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Sci. Signal., 1 May 2012
Vol. 5, Issue 222, p. ec122
[DOI: 10.1126/scisignal.2003175]

EDITORS' CHOICE

Cell Biology RelB’s Sensitivity to CO2

Annalisa M. VanHook

Science Signaling, AAAS, Washington, DC 20005, USA

Excessive CO2 in the blood (hypercapnia) alters physiology both as an active signaling molecule and through acidosis. Although hypercapnia can have adverse effects, it can suppress nuclear factor {kappa}B (NF-{kappa}B)–dependent transcription of proinflammatory genes, and it is often induced to protect patients with pulmonary disease from inflammation-induced lung injury. Oliver et al. report that exposing mouse embryo fibroblasts (MEFs) or human pulmonary epithelial (A549) cells to 10% CO2 induced cleavage and nuclear translocation of the NF-{kappa}B family member RelB compared with cells cultured in ambient conditions (0.03% CO2). Lowering the pH of the culture medium under ambient conditions had no effect on the subcellular localization of RelB in MEFs. High CO2 also induced nuclear accumulation of the α subunit of inhibitor of NF-{kappa}B kinase (IKKα), which promotes RelB activation, but had no effect on the molecular mass or subcellular localization of the NF-{kappa}B family member p65. Treating MEFs with a proteasome inhibitor prevented the accumulation of cleaved RelB in the nucleus in cells cultured in 10% CO2 but had no effect on the nuclear accumulation of IKKα. Under ambient conditions, stimulation of A549 cells with the proinflammatory cytokine tumor necrosis factor–α (TNF-α) induced TNFα expression. High CO2 (10%) suppressed this induction, and knocking down RelB by RNA interference increased this suppressive effect. For rats treated with bacterial lipopolysaccharide (LPS) to induce acute lung injury, therapeutic hypoventilation with a gas mixture containing 5% CO2 induces hypercapnia, decreases inflammatory lung damage, and improves survival and lung function. Therapeutic hypoventilation also induced nuclear accumulation of RelB in lung leukocytes compared to animals ventilated without CO2 after LPS treatment. These results suggest a model in which CO2 induces proteasomal-dependent cleavage of RelB, which then translocates to the nucleus, where it reduces the expression of proinflammatory genes. Although nuclear translocation of NF-{kappa}B transcription factors is generally proinflammatory, NF-{kappa}B transcription factors form various active and inactive homo- and heterodimers, so the relative abundance of these proteins in the nucleus may determine whether or not NF-{kappa}B–responsive proinflammatory genes are activated.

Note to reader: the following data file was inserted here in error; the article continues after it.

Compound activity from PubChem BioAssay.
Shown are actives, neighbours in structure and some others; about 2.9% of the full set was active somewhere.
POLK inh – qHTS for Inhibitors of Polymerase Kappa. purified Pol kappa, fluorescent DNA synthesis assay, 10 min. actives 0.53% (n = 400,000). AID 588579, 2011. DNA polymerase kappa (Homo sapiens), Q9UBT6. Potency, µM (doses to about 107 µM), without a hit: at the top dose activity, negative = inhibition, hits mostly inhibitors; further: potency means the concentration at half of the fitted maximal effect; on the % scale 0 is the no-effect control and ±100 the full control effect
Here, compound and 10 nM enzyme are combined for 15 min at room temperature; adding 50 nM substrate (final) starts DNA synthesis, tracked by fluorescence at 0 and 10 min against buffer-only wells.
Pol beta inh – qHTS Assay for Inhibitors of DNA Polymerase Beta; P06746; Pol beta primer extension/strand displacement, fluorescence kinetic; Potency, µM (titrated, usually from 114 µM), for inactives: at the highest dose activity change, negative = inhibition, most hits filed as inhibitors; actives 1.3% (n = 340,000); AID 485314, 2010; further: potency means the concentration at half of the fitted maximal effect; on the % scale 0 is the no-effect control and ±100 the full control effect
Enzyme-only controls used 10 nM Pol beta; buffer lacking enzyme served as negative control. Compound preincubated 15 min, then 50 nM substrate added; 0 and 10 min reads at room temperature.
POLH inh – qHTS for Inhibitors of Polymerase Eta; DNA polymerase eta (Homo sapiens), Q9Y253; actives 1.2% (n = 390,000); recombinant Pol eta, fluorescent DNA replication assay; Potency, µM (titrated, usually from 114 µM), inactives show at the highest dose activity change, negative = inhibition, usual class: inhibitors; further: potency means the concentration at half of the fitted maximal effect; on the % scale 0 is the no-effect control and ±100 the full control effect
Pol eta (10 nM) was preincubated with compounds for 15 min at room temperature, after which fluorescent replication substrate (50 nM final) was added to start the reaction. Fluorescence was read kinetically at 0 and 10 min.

K. M. Oliver, C. R. Lenihan, U. Bruning, A. Cheong, J. G. Laffey, P. McLoughlin, C. T. Taylor, E. P. Cummins, Hypercapnia induces cleavage and nuclear localization of RelB protein, giving insight into CO2 sensing and signaling. J. Biol. Chem. 287, 14004–14011 (2012). [Abstract] [Full Text]

Citation: A. M. VanHook, RelB’s Sensitivity to CO2. Sci. Signal. 5, ec122 (2012).



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